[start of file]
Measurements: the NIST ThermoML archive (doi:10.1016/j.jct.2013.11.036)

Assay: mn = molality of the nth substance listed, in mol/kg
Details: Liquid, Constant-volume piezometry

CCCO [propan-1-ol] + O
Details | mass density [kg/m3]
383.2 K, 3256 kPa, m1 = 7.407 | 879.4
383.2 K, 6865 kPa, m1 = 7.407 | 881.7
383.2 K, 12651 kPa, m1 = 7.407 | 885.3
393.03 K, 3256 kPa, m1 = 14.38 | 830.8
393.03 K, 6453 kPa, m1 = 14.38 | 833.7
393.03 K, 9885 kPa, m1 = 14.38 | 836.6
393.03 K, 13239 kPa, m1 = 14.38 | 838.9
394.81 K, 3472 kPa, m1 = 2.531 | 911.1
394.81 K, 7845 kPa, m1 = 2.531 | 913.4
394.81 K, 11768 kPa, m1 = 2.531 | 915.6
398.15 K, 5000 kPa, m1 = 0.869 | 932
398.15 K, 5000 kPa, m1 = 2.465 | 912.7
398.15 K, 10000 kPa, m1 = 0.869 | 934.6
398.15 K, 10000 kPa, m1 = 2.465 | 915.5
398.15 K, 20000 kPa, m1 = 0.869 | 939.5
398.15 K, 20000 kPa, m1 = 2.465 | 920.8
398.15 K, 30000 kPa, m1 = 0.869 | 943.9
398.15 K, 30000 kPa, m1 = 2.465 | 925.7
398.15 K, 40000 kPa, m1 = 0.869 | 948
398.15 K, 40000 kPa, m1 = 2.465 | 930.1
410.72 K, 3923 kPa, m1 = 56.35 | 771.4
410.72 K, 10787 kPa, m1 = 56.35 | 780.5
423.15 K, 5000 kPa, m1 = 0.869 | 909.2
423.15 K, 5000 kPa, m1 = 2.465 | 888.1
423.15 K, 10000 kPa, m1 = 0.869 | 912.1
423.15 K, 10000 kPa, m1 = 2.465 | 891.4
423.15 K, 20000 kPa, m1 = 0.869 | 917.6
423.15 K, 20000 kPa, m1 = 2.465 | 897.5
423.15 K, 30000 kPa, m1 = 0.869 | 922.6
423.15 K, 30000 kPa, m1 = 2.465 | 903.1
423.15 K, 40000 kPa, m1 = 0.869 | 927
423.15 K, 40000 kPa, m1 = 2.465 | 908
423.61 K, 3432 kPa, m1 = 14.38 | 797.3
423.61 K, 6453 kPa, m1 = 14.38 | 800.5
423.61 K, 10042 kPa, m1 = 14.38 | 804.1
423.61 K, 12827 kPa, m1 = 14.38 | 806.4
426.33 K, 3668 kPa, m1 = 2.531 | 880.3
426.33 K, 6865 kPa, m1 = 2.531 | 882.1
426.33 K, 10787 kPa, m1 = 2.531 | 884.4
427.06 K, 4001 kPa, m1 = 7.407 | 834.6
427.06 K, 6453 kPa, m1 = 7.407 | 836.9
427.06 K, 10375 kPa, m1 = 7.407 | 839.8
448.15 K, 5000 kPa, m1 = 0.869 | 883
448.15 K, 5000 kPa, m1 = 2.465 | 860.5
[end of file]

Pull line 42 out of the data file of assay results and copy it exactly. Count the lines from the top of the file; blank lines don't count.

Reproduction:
426.33 K, 3668 kPa, m1 = 2.531 | 880.3